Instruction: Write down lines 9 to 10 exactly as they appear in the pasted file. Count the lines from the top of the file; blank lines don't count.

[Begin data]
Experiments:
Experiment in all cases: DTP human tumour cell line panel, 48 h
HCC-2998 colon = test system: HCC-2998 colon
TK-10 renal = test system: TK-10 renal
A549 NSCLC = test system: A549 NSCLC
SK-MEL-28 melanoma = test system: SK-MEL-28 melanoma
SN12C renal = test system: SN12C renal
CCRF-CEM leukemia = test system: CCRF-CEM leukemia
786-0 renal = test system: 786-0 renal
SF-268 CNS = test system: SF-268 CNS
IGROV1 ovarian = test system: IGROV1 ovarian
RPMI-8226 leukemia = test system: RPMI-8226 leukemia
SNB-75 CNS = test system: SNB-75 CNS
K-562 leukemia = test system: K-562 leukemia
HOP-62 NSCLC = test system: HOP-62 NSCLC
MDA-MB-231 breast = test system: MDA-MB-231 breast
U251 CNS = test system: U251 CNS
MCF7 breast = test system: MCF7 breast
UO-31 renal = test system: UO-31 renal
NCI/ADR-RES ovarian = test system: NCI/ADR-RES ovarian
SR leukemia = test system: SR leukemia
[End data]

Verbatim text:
786-0 renal = test system: 786-0 renal
SF-268 CNS = test system: SF-268 CNS